How To Protect Your Trees In Hot Weather

Things are certainly heating up in the CDA area in these recent summer months. An unexpected heat wave can come at any time. Here in the Inland Northwest, where we are used to rain and overcast conditions, high heat conditions can catch you by surprise.

Hot weather can affect even the most well established trees and shrubbery. While summer weather is, of course, completely out of your control, you can help your trees by knowing the signs of stress caused by the heat and how to respond.

Signs Of Heat Stress On Your Trees

Most plants begin to slow their growth when temperatures begin to rise over 90F for a sustained period of time. If it’s been hot in your area for a few weeks or more, you may begin to observe the effects of heat stress on your plants. If the temperature climbs above 104F, you almost certainly know that your plants are feeling it!

A heat wave is described as abnormally hot weather that is sustained for several days. Unfortunately, heat waves are also accompanied by a lack of rain. The combination of high temperatures and drought conditions can be tough on plants and may be manifested in symptoms that are observable in your garden and across the landscape.

When it’s hot outside and you haven’t had enough water to drink, you might get heat stroke. Plants tend to struggle the same way!

If you notice any of these signs around the same time as a heat wave you should be considering heat stress as the culprit:

  • Dropped fruit or blossoms: When the heat is high, many plants will abandon their fruit or flowers in an effort to conserve precious resources.
  • Slowed growth: Trees experiencing heat stress may slow down their growth, or even stop growing all together.
  • Dead or falling leaves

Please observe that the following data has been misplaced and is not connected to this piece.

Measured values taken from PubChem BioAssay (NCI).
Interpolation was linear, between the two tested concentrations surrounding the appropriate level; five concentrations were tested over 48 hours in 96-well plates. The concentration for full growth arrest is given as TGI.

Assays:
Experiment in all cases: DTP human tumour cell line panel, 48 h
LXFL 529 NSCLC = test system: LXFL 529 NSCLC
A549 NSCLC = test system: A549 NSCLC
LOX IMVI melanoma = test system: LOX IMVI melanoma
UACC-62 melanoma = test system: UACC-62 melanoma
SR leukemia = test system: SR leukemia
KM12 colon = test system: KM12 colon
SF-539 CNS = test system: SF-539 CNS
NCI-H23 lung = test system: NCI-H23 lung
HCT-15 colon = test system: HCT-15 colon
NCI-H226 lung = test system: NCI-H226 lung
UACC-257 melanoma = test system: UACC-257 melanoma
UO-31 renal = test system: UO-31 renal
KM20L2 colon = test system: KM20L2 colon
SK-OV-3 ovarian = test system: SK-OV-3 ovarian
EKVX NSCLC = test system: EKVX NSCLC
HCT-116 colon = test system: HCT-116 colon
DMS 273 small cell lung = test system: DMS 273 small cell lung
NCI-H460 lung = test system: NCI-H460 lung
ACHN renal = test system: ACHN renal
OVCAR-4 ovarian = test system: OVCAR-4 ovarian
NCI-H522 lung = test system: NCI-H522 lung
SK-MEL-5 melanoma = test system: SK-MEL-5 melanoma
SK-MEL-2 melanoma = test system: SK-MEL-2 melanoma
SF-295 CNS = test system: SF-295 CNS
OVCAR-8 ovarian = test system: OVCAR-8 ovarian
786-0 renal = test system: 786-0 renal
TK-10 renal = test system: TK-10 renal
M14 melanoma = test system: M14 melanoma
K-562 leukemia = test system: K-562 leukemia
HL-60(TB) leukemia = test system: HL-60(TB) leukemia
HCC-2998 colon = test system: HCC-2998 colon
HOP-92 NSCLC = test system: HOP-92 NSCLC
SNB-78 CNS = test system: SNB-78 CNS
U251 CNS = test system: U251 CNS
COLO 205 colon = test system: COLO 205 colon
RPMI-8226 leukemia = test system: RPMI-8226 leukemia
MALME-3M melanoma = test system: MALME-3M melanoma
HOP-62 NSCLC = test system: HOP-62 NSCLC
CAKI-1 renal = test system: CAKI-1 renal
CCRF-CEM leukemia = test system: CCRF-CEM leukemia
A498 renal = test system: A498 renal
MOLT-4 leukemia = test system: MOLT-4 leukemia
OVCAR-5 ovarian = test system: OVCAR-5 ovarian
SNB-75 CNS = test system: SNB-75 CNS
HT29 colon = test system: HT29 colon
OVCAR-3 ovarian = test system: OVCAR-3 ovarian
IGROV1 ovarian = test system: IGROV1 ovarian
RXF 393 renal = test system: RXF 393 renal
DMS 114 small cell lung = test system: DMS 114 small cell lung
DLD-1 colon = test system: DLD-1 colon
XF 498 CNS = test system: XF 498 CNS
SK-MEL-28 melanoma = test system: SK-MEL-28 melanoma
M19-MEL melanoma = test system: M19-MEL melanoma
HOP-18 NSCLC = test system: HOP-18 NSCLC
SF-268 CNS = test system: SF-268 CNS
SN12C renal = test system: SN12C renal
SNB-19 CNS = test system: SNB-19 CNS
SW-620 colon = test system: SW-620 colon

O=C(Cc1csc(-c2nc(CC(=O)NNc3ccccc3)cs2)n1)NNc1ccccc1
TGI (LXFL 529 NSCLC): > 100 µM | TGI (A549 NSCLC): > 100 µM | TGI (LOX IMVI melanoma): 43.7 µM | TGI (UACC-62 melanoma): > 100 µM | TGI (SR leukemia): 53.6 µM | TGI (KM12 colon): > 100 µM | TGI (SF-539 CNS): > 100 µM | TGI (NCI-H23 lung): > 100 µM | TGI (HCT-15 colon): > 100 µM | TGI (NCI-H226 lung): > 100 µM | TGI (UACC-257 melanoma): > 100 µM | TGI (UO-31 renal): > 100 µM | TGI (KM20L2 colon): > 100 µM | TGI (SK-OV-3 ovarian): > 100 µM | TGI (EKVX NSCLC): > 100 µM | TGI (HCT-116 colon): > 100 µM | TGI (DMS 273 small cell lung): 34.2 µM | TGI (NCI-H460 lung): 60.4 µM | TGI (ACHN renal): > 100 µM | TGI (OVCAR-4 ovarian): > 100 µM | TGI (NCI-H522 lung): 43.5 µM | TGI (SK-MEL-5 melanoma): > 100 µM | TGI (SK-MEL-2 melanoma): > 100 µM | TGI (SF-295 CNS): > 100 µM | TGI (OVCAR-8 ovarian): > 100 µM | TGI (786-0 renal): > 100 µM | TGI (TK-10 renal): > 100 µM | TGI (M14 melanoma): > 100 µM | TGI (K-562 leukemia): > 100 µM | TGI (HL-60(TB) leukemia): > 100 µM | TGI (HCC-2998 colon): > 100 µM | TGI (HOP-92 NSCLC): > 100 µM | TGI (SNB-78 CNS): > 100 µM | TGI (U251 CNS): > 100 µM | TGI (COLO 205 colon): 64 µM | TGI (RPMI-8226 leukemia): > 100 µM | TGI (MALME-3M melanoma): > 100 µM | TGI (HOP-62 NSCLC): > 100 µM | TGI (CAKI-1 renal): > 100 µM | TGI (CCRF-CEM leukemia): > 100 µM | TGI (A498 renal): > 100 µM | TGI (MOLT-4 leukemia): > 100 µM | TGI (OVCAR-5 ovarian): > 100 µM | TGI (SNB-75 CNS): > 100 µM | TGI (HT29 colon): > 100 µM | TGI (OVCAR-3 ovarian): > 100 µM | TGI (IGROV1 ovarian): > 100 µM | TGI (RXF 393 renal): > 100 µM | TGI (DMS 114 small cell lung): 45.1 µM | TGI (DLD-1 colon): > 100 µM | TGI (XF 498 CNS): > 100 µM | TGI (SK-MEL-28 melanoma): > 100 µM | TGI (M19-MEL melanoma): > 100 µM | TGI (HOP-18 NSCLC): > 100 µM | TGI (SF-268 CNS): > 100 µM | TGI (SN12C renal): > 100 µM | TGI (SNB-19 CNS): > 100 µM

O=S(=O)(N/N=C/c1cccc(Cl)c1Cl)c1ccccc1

• Wilting: This may present as rolling or cupping of the leaves.
  • Scorched leaves: Leaves may appear dried up, brown, and brittle.
  • Oozing Sap: You may notice this primarily on the south/southwest side of the trunk where the sunlight is the most direct.

Can Heat Stress Cause Long Term Damage?

Some types of trees are more resilient than others. Certain tree species handle high heat conditions very well, others not at all. One thing is for certain: long term exposure to heat can weaken a tree leaving it vulnerable to new issues or exacerbate existing problems.

In drought conditions a tree under stress will eventually reach a tipping point. Eventually, the tree won’t be able to absorb enough water from the soil to keep all the leaves in its canopy green and healthy. In an effort to conserve water and reduce evaporation, the tree will begin to close the pores on its leaves, called stomata. This will consequently reduce the energy output of photosynthesis resulting in slowed growth. The tree will then be more vulnerable to pests and disease, and may even die altogether.

What To Do When A Heat Wave Strikes

If sustained hot weather is in the forecast, you will want to take some immediate action to protect your plants from the effects of heat stress.

  • Water the roots of your trees. By applying water directly to the soil you can make sure water is getting directly to the roots rather than being lost to evaporation.
  • Evaluate your irrigation system, if you have one. Make sure that the water output is optimum and getting to the right places. 
  • Give your trees a good soak once per week. Watering deeply on a weekly basis is more effective than giving just a little water every day. Be sure to allow the soil to drain well before successive waterings.
  • Consider the differing hydration needs for your varied plant life. In general, newly planted or younger trees need more water than well established ones in order to develop a healthy root system.
  • Apply fresh mulch to the area around your trees’ roots. 2-3 inches of mulch can help to keep roots insulated from extreme heat and lock in precious moisture. Don’t allow mulch to come in direct contact with the trees’ truck – this can lead to mold or fungus.